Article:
A Saturday Night Kind of Pink – Houndmouth returns home for the holidays with a show that even Krampus couldn’t hate.


Photos by Katie Cummins

The lights at Houndmouth’s Dec. 22 show at the Louisville Palace

Words by Katie Cummins

Recently, I was scrolling through Twitter when I came across a tweet.

A man had tweeted that he told someone from Louisville that he didn’t like Houndmouth and, as it turned out, the dude he was talking to is a member of the band. Houndmouth responded on Twitter by retweeting with the comment ‘It was pretty funny.’ It made me laugh, but it also made me feel like a part of Louisville’s own pop-culture. Everyone, even Taylor Frantum, the initial tweeter from Austin, Texas, knows that Louisvillians are obsessed with Houndmouth. 

The obsession might stem from the fact that the band was founded in 2011, right across the river in New Albany. There’s something about a hometown-grown band that really makes a place bop. Maybe everyone is imagining picking up an electric guitar or some drums or traditional Scottish bagpipes and starting their own band, just like the band they’re listening to. Maybe, like me, they have a weird connection to the band, like their friend’s dad’s cousin’s husband is the bassist. Or maybe they imagine going to the same grocery, or the same hair stylist, or driving down the same streets as the members of the band. Whatever the case, the Louisville Palace was most definitely bopping two Saturdays ago.

The Louisville Palace hosted “Krampus: A Holiday Houndmouth Show” on Dec. 22 to a packed theater full of Houndmouth fans. Boa, a local band that describes itself as a ‘groove psych band that blends elements of psychedelic, funk, and rock music’, was the opener. Their stage presence, which including but was not limited to your classic thrashing around on the stage, jumping on and off the five-foot speakers, and guitar solos performed on their knees, was almost as captivating as their music. As far as opening bands go, they were pretty good.

They kicked off the show with “Comin’ Round Again,” the most popular song from their most popular album, “From the Hills Below the City.” The instantly recognizable guitar riff from the beginning of the song instantly got the crowd onto their feet and dancing. A man several rows in front of me was playing the air guitar as the crowd sang along. Their set lasted a little longer than a half an hour and then the stage was devoid of musicians as the crew set up Houndmouth’s set. A lamp, a couch, and a Christmas tree created the same sort of straight from your living room and your collection of home videos vibe that they established with their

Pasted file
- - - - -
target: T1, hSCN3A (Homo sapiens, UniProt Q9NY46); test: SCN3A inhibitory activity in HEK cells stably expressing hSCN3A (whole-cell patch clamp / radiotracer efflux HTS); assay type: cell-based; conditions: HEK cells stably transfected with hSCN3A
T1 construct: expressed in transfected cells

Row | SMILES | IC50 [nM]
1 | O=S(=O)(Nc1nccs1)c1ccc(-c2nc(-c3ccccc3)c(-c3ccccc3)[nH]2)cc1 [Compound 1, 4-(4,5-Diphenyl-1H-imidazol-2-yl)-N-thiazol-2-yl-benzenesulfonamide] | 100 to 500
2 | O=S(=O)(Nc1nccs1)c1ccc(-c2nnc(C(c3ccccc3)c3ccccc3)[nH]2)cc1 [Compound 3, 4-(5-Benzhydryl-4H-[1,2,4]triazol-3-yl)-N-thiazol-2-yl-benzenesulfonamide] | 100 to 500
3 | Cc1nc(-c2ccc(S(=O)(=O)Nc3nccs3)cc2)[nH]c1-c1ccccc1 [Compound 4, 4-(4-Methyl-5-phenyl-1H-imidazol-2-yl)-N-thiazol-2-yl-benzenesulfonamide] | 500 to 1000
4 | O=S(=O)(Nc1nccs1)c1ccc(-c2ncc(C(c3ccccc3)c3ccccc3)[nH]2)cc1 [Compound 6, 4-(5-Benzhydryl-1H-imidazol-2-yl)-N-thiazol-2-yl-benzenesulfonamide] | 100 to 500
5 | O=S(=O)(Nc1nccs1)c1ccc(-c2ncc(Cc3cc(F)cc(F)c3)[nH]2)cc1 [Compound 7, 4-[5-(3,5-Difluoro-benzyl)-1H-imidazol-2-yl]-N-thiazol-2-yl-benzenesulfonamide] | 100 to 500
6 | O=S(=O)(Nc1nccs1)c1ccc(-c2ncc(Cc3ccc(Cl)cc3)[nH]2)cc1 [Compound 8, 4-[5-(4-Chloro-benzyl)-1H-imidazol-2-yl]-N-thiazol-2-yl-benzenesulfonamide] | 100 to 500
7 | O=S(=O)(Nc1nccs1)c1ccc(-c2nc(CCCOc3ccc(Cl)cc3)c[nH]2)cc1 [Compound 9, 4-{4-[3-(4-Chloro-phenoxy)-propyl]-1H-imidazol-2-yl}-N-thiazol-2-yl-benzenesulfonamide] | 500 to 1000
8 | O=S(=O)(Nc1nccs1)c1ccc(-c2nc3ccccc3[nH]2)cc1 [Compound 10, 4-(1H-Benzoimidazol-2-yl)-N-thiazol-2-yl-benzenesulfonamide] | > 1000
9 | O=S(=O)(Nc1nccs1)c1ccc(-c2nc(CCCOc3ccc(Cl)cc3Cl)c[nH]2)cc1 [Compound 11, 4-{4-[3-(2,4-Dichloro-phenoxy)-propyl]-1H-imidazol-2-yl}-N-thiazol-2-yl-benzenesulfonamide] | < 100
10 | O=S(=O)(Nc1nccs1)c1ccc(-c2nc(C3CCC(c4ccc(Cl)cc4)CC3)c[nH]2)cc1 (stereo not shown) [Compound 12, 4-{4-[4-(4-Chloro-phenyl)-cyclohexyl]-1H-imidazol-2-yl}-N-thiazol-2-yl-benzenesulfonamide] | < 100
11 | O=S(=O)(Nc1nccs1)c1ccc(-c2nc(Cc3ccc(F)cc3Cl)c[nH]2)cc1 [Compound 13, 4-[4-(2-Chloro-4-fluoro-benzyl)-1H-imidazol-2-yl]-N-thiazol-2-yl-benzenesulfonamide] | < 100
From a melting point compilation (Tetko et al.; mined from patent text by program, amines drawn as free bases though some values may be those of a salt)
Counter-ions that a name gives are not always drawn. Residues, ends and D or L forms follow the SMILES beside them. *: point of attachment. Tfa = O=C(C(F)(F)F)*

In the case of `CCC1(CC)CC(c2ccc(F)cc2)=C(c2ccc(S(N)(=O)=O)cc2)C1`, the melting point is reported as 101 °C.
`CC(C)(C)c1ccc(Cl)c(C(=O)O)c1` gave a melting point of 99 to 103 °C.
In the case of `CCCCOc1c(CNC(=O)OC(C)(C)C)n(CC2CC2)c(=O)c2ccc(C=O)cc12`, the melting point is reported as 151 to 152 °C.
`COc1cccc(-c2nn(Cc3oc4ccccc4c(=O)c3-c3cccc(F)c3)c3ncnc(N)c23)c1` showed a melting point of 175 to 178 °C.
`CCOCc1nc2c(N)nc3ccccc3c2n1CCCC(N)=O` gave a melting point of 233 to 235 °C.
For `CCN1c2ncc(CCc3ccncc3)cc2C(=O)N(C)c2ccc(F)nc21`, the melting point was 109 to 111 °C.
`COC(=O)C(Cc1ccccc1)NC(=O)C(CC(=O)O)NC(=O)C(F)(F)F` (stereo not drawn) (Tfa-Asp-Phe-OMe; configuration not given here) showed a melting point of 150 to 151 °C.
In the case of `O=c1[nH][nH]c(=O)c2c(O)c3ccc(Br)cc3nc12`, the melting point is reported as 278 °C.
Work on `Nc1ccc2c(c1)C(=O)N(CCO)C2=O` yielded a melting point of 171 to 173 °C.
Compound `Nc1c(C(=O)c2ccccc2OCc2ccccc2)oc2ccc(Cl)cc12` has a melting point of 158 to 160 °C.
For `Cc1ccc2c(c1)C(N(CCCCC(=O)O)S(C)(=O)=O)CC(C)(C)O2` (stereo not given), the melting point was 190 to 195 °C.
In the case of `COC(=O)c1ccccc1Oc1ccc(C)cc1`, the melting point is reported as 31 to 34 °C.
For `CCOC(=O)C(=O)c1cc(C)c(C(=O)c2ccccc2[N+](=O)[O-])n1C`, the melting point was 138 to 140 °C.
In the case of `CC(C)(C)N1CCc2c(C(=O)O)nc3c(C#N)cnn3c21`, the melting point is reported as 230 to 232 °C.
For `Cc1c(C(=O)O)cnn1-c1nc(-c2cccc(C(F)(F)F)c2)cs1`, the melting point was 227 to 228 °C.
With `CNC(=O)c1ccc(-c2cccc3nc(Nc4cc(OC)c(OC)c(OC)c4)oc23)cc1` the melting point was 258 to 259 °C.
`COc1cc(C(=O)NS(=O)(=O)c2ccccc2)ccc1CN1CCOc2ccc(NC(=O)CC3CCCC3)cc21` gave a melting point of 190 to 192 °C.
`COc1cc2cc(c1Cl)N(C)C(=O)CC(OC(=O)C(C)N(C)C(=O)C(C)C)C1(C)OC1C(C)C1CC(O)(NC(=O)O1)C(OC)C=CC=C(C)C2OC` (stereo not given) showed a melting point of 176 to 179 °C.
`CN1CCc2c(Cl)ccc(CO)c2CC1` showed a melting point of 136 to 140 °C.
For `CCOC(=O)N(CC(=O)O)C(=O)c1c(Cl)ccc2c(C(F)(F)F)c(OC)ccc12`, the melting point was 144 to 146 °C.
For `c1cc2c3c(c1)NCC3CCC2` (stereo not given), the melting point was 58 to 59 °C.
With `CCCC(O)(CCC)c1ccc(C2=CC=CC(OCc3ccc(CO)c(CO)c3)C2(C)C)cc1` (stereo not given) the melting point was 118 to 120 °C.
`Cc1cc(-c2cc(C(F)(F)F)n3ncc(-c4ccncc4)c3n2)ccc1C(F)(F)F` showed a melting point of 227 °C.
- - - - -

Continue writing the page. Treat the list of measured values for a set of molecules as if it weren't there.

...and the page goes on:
Golden Age music video. They had the same stage lights from when they had performed at Forecastle last summer and a neon sign, featuring their iconic logo.

They played several songs from their most recent album, including “Coast to Coast”, “Waiting for the Night,” “Modern Love,” and “This Party.” Personally, I prefer the laidback, acoustic feel from their older albums as opposed to “Golden Age”, with its touches of electro-pop. In fact, leading up the concert, when I was listening to their music on shuffle, I merely tolerated their newer music. After hearing it live, though, I find it much more enjoyable and even find myself bopping to their newer music.

One thing that did stick out like a sore thumb, though, was the absence of Katie Toupin, their vocalist and keyboardist who left the band in April 2016. They didn’t play any songs where she was the lead vocalist, such as “Otis” from “Little Neon Limelight” or “Casino” from “From the Hills Below the City.” In my opinion, Toupin’s voice was one of the defining traits of the band. You don’t often hear strong female voices in indie-folk bands, so hearing her was always a nice refresher.

They did attempt to remedy the situation by bringing out Carly Johnson. Johnson is an amazing vocalist and Louisville-native, but she was no Toupin. She was only on stage for a couple songs, most notably “My Cousin Greg”. Her voice seemed out-of-place and awkward — not exactly aligning with the laid-back feel that the rest of the band seemed to radiate during that song.  

The rest of the performance was pretty stellar. I think that they did a nice job of incorporating their music from their older albums with their newer stuff. The crowd, which consisted of “cool” moms and dads, Millenials out with their friends, and the occasional well-cultured and extremely tasteful teenager (like myself), was up its feet the whole time, dancing and singing along. The crowd was especially animated during fan-favorites like “Say It” and “Honey Slider” from “Little Neon Limelight.” Songs like “Krampus”, which the show was named after, seemed to be especially emotionally charged. About half-way through, when they played “Penitentiary” from their self-titled EP, the audience got particularly wild during the line ‘she took a Kentucky shower.’

They capped things off with Sedona before leaving the stage momentarily only to come back on stage after the audience refused to stop clapping. Their encore consisted of “Darlin’” before inviting Boa and Carly Johnson back on stage to perform John Lennon’s “So This is Christmas”. The lights on the back of the stage flashed green and red and the scene was sappy enough to make Scrooge smile and Krampus abandon his Christmas-squandering tendencies.

Houndmouth remains one of my favorite bands, and despite Toupin’s departure, they can still put on a spectacular live show. It definitely ended up being just like how they describe Sedona: a Saturday night kind of pink.